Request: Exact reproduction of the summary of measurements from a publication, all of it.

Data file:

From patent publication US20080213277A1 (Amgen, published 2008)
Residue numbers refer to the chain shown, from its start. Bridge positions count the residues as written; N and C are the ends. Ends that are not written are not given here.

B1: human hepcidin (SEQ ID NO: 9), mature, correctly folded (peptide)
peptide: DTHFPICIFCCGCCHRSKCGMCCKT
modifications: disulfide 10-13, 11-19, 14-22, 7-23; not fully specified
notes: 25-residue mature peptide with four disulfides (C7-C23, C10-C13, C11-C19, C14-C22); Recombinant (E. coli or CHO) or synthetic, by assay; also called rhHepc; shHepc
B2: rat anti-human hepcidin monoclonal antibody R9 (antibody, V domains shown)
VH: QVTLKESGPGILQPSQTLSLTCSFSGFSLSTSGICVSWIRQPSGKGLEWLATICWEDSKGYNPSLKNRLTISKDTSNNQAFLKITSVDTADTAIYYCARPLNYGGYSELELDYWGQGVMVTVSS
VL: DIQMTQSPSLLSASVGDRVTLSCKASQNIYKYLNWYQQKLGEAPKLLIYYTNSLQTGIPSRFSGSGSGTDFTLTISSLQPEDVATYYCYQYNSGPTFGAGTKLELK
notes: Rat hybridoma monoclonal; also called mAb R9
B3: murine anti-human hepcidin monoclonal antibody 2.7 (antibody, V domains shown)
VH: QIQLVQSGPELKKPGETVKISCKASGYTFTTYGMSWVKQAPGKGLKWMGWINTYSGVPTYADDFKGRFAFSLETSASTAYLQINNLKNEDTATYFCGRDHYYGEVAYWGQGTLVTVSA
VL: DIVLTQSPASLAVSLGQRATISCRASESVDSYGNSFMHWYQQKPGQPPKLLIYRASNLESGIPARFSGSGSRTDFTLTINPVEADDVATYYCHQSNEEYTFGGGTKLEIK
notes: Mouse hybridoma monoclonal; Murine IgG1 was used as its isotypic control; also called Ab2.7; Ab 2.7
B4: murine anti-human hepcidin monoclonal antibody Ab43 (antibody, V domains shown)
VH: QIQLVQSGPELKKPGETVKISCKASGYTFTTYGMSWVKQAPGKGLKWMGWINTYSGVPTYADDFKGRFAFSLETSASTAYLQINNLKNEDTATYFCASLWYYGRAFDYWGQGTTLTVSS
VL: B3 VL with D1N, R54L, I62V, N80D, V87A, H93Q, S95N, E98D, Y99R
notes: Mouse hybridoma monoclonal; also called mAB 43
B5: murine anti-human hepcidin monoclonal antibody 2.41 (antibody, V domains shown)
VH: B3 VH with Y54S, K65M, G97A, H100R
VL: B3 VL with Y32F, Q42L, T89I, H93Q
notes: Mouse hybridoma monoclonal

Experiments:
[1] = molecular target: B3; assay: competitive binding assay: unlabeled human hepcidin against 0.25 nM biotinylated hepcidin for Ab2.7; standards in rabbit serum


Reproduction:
From patent publication US20080213277A1 (Amgen, published 2008)
Residue numbers refer to the chain shown, from its start. Bridge positions count the residues as written; N and C are the ends. Ends that are not written are not given here.

B1: human hepcidin (SEQ ID NO: 9), mature, correctly folded (peptide)
peptide: DTHFPICIFCCGCCHRSKCGMCCKT
modifications: disulfide 10-13, 11-19, 14-22, 7-23; not fully specified
notes: 25-residue mature peptide with four disulfides (C7-C23, C10-C13, C11-C19, C14-C22); Recombinant (E. coli or CHO) or synthetic, by assay; also called rhHepc; shHepc
B2: rat anti-human hepcidin monoclonal antibody R9 (antibody, V domains shown)
VH: QVTLKESGPGILQPSQTLSLTCSFSGFSLSTSGICVSWIRQPSGKGLEWLATICWEDSKGYNPSLKNRLTISKDTSNNQAFLKITSVDTADTAIYYCARPLNYGGYSELELDYWGQGVMVTVSS
VL: DIQMTQSPSLLSASVGDRVTLSCKASQNIYKYLNWYQQKLGEAPKLLIYYTNSLQTGIPSRFSGSGSGTDFTLTISSLQPEDVATYYCYQYNSGPTFGAGTKLELK
notes: Rat hybridoma monoclonal; also called mAb R9
B3: murine anti-human hepcidin monoclonal antibody 2.7 (antibody, V domains shown)
VH: QIQLVQSGPELKKPGETVKISCKASGYTFTTYGMSWVKQAPGKGLKWMGWINTYSGVPTYADDFKGRFAFSLETSASTAYLQINNLKNEDTATYFCGRDHYYGEVAYWGQGTLVTVSA
VL: DIVLTQSPASLAVSLGQRATISCRASESVDSYGNSFMHWYQQKPGQPPKLLIYRASNLESGIPARFSGSGSRTDFTLTINPVEADDVATYYCHQSNEEYTFGGGTKLEIK
notes: Mouse hybridoma monoclonal; Murine IgG1 was used as its isotypic control; also called Ab2.7; Ab 2.7
B4: murine anti-human hepcidin monoclonal antibody Ab43 (antibody, V domains shown)
VH: QIQLVQSGPELKKPGETVKISCKASGYTFTTYGMSWVKQAPGKGLKWMGWINTYSGVPTYADDFKGRFAFSLETSASTAYLQINNLKNEDTATYFCASLWYYGRAFDYWGQGTTLTVSS
VL: B3 VL with D1N, R54L, I62V, N80D, V87A, H93Q, S95N, E98D, Y99R
notes: Mouse hybridoma monoclonal; also called mAB 43
B5: murine anti-human hepcidin monoclonal antibody 2.41 (antibody, V domains shown)
VH: B3 VH with Y54S, K65M, G97A, H100R
VL: B3 VL with Y32F, Q42L, T89I, H93Q
notes: Mouse hybridoma monoclonal

Experiments:
[1] = molecular target: B3; assay: competitive binding assay: unlabeled human hepcidin against 0.25 nM biotinylated hepcidin for Ab2.7; standards in rabbit serum